Overview: Development of banking in the US
Development of banking in the U.S.—the early years
Initially, there was no central regulatory authority and all banks issued their own currency or notes. As a result, there was a series of banks with short lives, after which the currency or notes they issued became worthless. In 1791, Alexander Hamilton established a national bank. It was the first bank to set up by a government charter. A charter is an act of the government to set up an institution. However, the bank shut down in 1811 when the charter wasn’t renewed. In 1816 James Madison’s Congress set up a second national bank to cope with the war debt. This bank centralized banking again. However, this bank also shut down when Andrew Jackson didn’t renew the charter in 1833.
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The National Banking Act of 1863 and 1864 established a system of national banks to curtail wildcat state banks. However, this didn’t have the desired impact. The following years saw high risk banking practices, while customers were often misled. This caused to a general sense of distrust towards banks. The state of Texas outlawed bankers—a law that stood until 1904. However, a few family houses were set up in this era—a precursor to many of today’s big banks. Family houses like JPMorgan (JPM) and Goldman & Sachs (GS) which were a forerunner of today’s entities. They enhanced their reputation during this era by being consistent in service. As a result, they were able to win customers’ trust.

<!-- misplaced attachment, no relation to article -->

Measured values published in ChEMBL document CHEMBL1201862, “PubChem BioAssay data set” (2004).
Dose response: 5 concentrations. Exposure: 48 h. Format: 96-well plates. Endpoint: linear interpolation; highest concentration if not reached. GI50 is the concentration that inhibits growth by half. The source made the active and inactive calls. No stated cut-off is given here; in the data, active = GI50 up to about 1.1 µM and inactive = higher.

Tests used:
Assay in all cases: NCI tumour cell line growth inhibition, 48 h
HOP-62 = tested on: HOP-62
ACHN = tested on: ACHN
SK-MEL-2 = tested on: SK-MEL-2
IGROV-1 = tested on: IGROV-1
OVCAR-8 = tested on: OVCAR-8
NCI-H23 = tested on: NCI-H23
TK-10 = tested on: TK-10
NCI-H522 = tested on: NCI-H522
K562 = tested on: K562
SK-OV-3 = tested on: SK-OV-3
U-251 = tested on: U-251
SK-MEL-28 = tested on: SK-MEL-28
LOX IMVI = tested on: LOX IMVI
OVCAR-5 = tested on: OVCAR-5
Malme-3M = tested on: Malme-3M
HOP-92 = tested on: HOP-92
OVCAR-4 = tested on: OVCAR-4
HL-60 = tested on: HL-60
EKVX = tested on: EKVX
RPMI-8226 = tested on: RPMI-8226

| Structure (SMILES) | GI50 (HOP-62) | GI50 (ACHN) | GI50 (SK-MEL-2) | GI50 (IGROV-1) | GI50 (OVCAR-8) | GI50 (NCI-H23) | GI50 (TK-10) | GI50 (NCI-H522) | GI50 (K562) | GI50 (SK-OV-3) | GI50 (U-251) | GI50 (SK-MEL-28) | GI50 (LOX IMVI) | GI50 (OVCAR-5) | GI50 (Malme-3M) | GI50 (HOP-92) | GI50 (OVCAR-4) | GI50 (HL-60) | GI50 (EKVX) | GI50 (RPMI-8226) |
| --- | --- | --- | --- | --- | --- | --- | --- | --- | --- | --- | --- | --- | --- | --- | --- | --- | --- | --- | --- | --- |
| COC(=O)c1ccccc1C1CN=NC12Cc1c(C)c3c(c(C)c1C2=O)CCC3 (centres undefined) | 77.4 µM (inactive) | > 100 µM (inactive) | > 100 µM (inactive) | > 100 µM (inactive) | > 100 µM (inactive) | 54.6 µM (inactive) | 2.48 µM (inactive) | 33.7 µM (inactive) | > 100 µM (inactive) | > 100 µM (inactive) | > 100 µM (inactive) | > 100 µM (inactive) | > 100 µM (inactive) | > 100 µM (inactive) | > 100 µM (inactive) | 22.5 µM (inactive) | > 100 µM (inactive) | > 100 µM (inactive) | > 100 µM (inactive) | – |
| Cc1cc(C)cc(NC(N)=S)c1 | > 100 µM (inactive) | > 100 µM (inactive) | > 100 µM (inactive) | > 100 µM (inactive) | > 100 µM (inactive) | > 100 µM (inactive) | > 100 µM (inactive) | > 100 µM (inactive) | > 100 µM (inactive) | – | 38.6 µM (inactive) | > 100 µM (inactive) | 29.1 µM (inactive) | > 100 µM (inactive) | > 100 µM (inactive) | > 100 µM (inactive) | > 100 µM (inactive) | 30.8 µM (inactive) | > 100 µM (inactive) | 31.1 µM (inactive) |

Formation of the Fed
In response to several small financial panics, the Federal Reserve (or Fed) was established in 1913 to regulate banks. However, stock speculation led to the crash of 1929 which resulted in the Great Depression. Around 10,000 banks failed from 1930–1933. At the peak of the Great Depression in 1933 President Roosevelt asked Representative Henry Steagall and Senator Carter Glass, to reform the Fed. The result was the Glass-Steagall Act, which required banks to either be deposit businesses or investment businesses—debt origination, initial public offerings (or IPOs), and mergers and acquisitions (or M&A)—but not both. As a result, the Federal Deposit Insurance Commission (or FDIC) was also established.
It led to specialized banks like Piper Jaffaray (PJC) which focused on investment banking and banks like U.S. Bancorp (USB) or the majority of banks in an exchange-traded fund (or ETF) like the iShares U.S. Regional Banks ETF (IAT) which focused on deposits. The foundation of modern banking in the U.S. was laid with this act. It defined the evolution of banks over most of the 20th century.